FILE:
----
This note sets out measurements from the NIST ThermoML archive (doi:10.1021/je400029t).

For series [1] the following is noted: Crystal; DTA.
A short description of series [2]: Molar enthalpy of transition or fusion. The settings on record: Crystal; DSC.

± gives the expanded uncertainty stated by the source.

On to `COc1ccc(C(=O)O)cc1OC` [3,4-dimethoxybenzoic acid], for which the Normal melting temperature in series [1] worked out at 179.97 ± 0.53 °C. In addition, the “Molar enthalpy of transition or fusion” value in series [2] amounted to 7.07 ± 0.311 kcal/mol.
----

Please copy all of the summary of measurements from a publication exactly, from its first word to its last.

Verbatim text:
This note sets out measurements from the NIST ThermoML archive (doi:10.1021/je400029t).

For series [1] the following is noted: Crystal; DTA.
A short description of series [2]: Molar enthalpy of transition or fusion. The settings on record: Crystal; DSC.

± gives the expanded uncertainty stated by the source.

On to `COc1ccc(C(=O)O)cc1OC` [3,4-dimethoxybenzoic acid], for which the Normal melting temperature in series [1] worked out at 179.97 ± 0.53 °C. In addition, the “Molar enthalpy of transition or fusion” value in series [2] amounted to 7.07 ± 0.311 kcal/mol.